The outside dimensions are 60 feet in length, and 35 feet in breadth. It contains a vestibule with a staircase to the end gallery in front, and a session-room and other requisite apartments in the rear.

  The front, which is set back about sixty feet from the public road, consists of a bell-gable in the under part of which is a deeply-recessed entrance doorway of cutstone, having pillars with carved capitals and bosses, moulded arch and other ornamental work. Over the doorway is a triple window, and the gable is surmounted by a handsome belfry, the total height of which is about 55 feet. The roof, which is of a steep pitch will have the timber exposed to View inside, and the timber will be well plained, stained, and varnished. There are diagonal buttresses at the corners, and three others on each flank. The whole fabric is intended to be built of brick, with cutstone dressings, for the windows, door�way, buttresses, etc.

  The plan of the Church was prepared by John Boyd, Esq. of Belfast; and it is under his supervision that the work is now being carried on; and we have been informed that the total cost will be about �700.

  About twelve o'clock, the Marquis of. Downshire, accompanied by the Rev. Dr. Cooks, and a number of clergymen, arrived on the spot. The crowd had swelled by this time to a very large number, all well-dressed, comfortable, and industrious looking - as the tenantry on the Dovmehire Estate are well known to be!

  Amongst those present, besides the two distinguished parsonages we have already named, we noticed: - Rev. Mr. Breakey, of Lisburn ; Rev. T. B. Wilson, of Belfast; Rev. Edward Stevenson , The Maze; Rev. John Davis, Ballynahinch; Rev. Robert Templeton, Hillsborough; Rev. Maurice McKay, curate of Broomhedge; Rev. ,Mr. Carlisle; Messrs. John Boyd, architect, of Belfast; Thomas Prenter, Antrim; Edward Procter, Hugh Robertson, James Phenix, Joseph Shaw, Mills Phenix, Kennaghan, Gardner, Murdock, Davis, Chadwick, Harpur, etc.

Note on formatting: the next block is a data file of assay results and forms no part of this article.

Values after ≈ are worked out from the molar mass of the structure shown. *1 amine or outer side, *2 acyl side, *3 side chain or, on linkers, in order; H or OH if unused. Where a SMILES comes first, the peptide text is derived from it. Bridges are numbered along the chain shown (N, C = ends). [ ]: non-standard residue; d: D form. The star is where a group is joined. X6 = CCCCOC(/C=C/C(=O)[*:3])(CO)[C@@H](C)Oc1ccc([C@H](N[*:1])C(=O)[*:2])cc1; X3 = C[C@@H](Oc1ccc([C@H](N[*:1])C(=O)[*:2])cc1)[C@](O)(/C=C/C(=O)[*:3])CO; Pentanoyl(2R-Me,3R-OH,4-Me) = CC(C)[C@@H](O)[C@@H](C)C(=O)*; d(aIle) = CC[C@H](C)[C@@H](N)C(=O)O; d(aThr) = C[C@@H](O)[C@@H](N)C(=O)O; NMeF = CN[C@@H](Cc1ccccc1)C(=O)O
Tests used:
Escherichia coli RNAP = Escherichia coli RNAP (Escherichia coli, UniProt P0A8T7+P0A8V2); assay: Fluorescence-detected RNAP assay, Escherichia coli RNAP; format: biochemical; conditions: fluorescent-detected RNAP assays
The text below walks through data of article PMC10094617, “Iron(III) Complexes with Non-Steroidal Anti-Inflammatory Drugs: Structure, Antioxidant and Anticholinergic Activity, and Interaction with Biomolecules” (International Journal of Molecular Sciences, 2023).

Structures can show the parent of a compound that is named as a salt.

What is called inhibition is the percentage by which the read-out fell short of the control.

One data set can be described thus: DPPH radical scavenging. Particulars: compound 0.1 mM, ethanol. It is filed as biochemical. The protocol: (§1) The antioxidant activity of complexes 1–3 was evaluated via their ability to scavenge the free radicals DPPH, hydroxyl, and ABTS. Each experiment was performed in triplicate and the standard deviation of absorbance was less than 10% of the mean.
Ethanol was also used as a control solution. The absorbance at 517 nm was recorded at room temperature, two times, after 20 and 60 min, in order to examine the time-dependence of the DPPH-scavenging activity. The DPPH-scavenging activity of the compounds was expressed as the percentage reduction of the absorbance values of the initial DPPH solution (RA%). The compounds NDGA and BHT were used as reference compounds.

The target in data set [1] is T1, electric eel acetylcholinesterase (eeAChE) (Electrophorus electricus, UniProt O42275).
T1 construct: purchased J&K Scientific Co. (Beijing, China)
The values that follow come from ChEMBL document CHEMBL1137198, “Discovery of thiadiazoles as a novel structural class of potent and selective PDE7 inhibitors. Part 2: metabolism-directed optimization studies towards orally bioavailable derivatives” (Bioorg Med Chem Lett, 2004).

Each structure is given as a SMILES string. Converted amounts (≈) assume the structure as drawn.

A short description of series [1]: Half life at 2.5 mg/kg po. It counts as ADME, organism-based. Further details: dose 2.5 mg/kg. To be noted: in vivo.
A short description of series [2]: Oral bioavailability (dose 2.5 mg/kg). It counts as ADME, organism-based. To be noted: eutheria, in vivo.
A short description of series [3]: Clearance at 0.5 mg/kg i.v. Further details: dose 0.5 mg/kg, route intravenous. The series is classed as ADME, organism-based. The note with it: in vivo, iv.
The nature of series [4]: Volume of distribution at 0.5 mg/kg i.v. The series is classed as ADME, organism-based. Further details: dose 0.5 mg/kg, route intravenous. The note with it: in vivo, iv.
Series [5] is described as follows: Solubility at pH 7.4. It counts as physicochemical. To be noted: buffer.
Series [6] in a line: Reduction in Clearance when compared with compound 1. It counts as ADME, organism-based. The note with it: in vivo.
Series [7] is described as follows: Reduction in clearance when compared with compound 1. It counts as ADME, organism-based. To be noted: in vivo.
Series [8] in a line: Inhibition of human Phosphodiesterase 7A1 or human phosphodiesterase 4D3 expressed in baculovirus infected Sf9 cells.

When all arrangements for the performance of the ceremony were completed, the Rev. Edward Stevenson, the pastor of the new congregation read the 6th and succeeding verses of the 122nd Psalm, which were sung by the persons assembled, led by the Choir of Hills�borough Church; who kindly offered their services for the occasion.

  Rev. Dr. Cooke then offered up an impressive and appropriate prayer, after which he read the last chapter of the Book of Revelations.

  The Marquis of Downshire then ascended on the wall in front of the building where the stone was to be laid, when a bottle containing amongst other things, a number of coins, and a copy of the Belfast Newsletter was handed to his Lordship by Rev. Mr. Stevenson, who said-  

" My Lord, I must say that I have very great pleasure in presenting, to your lordship this bottle, which contains your lordship's name, the name of the Rev. Dr. Cooke, and the names of the committee of the Maze Presbyterian Church. It also contains some Belfast Papers, and a number of the current coins of the reign of her present Majesty, Queen Victoria. I cannot conclude without saying that I feel highly honoured in being surrounded by so many kind friends who have come to assist me in this great work� in building up a temple to the glory of God, amt for the conversion of sinners."

  The Marquis of Downshire then proceeded with the ceremony of laying the stone, which was lowered into its place by means of a pulley, and fastened down by his Lordship, after the bottle had been safely deposited in a cavity made for the purpose.

  The trowel used by the Marquis was silver; and bore the following inscription:- " Presented to the most noble, the Marquis of Downshire, on the occasion of laying the foundation stone of. Maze Presbyterian Church."

  After the ceremony, the noble Marquis declared the foundation stone to be well and properly laid, and expressed the great pleasure he felt in having the oppor�tunity of being present on that interesting occasion, and assisting in the work, and in seeing his friend, the Rev. Mr. Stevenson. What they had done that day he hoped had been well done, and he trusted God would grant His blessing upon their work. (Cheers).